Thursday, March 10, 2016

Now Real Turkeys are Going Postal

It's hard these days to avoid hearing about a disgusting politician "going postal" with a vicious attack on a sometimes fairly benign opponent. But an attack by a bird that is one of our beloved symbols of peace and thanksgiving?

Well, it's happened. Recently a flock of more than a dozen wild turkeys ambushed a mailman in Hillsdale, New Jersey, apparently without provocation. More than a dozen of the big birds trapped the postal worker inside his delivery truck until he was able to call for help and his supervisor summoned two policemen to shoo the turkeys away.

The supervisor's call was recorded: "You're not going to believe this, but I have a carrier that's being attacked by wild turkeys--won't let him deliver the mail. It's crazy. They were actually attacking, biting. They chase trucks."

Police said the turkeys eventually returned to a nearby wooded area.
A belligerent bird in New Jersey. (Keith Sra photo)

Sixty years ago, it would have been a rarity to find any turkeys, much less a dozen, in a wooded area east of the Mississippi. Once-large populations of wild turkeys were so decimated by over-hunting at the start of the 20th century that remaining birds had to be protected by strict game laws. The birds were virtually extinct in many eastern states.

Thanks to great restoration work by hunters, especially members of the Wild Turkey Federation, and state and federal wildlife managers, wild turkeys have made a remarkable comeback. We see individual birds and flocks often on routine drives on rural roads in our southwest Michigan area. Regular hunting seasons are routine, and estimates of Michigan populations have run about 200,000 in recent years. Wisconsin, where wild turkeys were considered extinct statewide in the 1880s, now has population estimates in the half million range.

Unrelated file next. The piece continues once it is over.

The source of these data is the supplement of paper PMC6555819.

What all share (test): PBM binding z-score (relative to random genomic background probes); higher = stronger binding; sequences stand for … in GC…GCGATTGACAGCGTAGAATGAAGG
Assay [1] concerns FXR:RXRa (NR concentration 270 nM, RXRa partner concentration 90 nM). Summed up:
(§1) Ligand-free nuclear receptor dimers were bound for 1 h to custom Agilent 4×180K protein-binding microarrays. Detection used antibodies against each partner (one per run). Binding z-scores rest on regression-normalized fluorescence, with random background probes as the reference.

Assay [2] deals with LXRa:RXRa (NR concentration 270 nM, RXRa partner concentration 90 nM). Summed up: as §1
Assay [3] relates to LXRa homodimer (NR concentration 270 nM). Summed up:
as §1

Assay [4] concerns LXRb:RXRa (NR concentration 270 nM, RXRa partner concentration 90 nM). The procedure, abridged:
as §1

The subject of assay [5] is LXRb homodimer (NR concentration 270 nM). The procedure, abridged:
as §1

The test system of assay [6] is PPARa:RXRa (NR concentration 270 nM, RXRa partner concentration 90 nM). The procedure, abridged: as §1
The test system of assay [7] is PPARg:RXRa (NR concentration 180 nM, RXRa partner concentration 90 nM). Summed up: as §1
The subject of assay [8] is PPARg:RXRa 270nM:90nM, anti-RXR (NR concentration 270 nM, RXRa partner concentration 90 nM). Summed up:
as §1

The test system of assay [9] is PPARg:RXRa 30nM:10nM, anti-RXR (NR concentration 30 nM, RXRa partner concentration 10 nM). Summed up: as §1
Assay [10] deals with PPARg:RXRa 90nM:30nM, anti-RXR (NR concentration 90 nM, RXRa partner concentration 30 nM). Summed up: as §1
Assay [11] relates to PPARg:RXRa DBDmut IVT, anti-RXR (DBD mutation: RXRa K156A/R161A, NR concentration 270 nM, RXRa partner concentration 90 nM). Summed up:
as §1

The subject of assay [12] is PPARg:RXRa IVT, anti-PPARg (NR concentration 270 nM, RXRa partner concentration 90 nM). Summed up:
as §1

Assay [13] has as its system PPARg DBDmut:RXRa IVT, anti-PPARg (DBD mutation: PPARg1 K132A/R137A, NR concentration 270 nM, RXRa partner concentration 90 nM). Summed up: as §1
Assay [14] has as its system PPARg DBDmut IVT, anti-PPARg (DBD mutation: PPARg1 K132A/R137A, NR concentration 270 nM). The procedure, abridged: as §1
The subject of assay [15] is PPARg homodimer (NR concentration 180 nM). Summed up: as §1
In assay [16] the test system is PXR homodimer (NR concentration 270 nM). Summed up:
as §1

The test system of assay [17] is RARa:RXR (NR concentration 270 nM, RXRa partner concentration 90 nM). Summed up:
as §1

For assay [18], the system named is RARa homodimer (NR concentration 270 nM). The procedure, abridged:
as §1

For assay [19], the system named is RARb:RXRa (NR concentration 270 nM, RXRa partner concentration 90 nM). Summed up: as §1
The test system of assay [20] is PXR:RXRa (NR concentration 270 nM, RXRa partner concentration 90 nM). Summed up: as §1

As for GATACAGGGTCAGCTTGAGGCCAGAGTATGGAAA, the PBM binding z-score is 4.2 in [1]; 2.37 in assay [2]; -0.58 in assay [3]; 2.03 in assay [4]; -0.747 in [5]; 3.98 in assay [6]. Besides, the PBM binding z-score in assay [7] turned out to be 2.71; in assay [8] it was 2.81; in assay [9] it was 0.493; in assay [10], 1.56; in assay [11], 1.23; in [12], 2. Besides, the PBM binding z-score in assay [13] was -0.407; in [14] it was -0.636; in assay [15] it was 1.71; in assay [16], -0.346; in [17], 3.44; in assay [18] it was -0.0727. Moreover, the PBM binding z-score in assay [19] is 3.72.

It took years, however, to reach this happy state of turkey affairs. Initial restoration efforts failed when managers tried to transplant tame birds into the wild. Success came only after strategy changed to transplanting only with wild birds. But there were few wild birds available, so the process was lengthy.

Wisconsin's first major successful turkey reintroduction was made between 1954 and 1957 at the Necedah National Wildlife Refuge, south of Wisconsin Rapids. Enough birds were available by April 1966 for the first controlled hunt in that area in decades.

Local hunters were excited. I was sports editor at The Daily Tribune in Wisconsin Rapids at the time. A section in my book, Days with the Dads: Recollections of a Small-Time Journalist, describes the events this way:

      A self-styled expert arrived in our office a few weeks before the hunt. He wore
      a full camouflage outfit and startled our reporters and editors by producing a
      few loud turkey calls. We got a photo, and I wrote a story quoting him on exactly how
      a hunter should go about bagging a wild turkey.

      Some 30 gunners drew a chance to participate in the hunt at Necedah. I drove down
      to cover the historic event. There's not much a reporter can observe about hunting,
      except what he hears, unless he is one of the hunters. I didn't win out in the drawing,
      so my story was about the noises that day at the refuge. My story unfortunately
      ruffled feathers of quite a few of the neophyte turkey hunters.

      I said the air was filled with the sounds of many calls that sounded nothing like a